The captain of the Czechoslovakian teams that won the World Championships in 1947 and 1949, Vladimír Zábrodský was considered one of the greatest Czech players in the years after World War II. A forward, he played in over 300 games and scored over 500 goals in the Czech Leagues, always playing in Prague, mostly with LTC Praha, then later in his career with TJ Spartak Praha Sokolova and ČKD Praha. His extremely long career lasted from 1936-65. His career was suspended, however, from 1960-63, after he was found to have been involved in a gambling scandal. In addition to his two World titles, Zábrodský skated for the Czechoslovak team that won a silver medal at the 1948 Winter Olympics. Zábrodský was capped 93 times, scoring 158 international goals. He was the brother of Oldřich Zábrodský who played on the 1948 Olympic team with him.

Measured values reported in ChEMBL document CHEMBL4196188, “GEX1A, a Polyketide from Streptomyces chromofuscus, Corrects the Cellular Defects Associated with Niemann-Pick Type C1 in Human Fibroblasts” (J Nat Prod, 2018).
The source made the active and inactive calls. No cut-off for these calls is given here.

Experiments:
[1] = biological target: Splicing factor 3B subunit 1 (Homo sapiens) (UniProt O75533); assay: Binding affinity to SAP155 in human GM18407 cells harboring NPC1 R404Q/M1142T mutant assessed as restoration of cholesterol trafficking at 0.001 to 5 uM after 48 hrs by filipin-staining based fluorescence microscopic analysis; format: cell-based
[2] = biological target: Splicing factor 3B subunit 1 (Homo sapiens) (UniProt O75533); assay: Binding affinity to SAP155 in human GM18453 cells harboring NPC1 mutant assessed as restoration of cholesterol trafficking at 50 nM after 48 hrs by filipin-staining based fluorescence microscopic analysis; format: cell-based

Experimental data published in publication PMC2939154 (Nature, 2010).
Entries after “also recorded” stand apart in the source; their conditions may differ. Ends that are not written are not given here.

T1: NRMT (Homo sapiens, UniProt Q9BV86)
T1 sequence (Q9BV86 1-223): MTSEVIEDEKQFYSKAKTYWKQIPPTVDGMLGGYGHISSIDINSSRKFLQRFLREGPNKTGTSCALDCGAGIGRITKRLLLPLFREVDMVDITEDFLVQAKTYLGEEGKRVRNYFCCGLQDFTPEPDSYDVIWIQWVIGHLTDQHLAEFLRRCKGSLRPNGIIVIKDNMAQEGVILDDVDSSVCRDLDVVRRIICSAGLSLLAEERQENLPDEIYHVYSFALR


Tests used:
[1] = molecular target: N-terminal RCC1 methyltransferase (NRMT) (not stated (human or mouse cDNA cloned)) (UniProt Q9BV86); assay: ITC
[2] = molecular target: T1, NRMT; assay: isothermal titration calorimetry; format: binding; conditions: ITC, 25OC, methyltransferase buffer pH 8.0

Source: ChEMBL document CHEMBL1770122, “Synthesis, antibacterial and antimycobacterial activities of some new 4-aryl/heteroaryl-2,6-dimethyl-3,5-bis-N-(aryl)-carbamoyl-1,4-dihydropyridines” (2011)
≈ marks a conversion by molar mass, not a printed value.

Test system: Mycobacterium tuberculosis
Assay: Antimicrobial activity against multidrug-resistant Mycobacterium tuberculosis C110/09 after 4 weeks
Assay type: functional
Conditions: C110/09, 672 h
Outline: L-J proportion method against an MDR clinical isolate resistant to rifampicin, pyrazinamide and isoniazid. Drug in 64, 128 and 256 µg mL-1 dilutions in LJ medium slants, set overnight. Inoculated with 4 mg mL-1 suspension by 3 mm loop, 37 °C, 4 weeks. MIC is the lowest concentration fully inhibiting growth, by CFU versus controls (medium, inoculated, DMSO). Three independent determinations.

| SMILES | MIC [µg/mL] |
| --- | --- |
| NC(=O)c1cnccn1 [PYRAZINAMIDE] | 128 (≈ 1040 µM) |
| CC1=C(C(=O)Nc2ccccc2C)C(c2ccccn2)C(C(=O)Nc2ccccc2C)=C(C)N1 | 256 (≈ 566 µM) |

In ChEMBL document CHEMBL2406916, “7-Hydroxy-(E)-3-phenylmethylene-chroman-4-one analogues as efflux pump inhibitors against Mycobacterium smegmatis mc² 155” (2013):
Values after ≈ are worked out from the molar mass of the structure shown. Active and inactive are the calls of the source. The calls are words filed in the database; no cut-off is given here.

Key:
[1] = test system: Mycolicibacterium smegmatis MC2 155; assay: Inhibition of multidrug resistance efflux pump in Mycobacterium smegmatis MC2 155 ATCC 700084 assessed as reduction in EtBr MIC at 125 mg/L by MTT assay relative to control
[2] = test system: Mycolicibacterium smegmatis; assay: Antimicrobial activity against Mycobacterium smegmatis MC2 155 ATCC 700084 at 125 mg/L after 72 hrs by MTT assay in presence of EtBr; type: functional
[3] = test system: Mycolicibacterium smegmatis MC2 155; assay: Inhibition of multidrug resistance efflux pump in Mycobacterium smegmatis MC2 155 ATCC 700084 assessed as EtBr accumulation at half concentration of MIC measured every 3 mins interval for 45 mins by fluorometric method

In 1950, Vladimír Zábrodský and 11 of his teammates were arrested by Czechoslovakian authorities and accused of treason, specifically that they were planning on defecting at the World Championships that year. The other 11 teammates were imprisoned, some for up to 14 years, and were tortured and forced to work in uranium mines without protection, likely leading to the death of at least one player, Bohumil Modrý. The fact that Zábrodský, alone among the players, was not found guilty, led to suspicion that he was a spy for the government and possibly even for the KGB. In 1964 Zábrodský emigrated to Sweden where he coached various Swedish hockey clubs, but also coached tennis. Zábrodský had been a top tennis player in Czechoslovakia and had played in some Davis Cup ties. He was runner-up in men’s singles at the 1955 Czechoslovakian Tennis Nationals and made the semi-finals several other times. Vladimír Zábrodský was inducted into the International Ice Hockey Hall of Fame in 1997.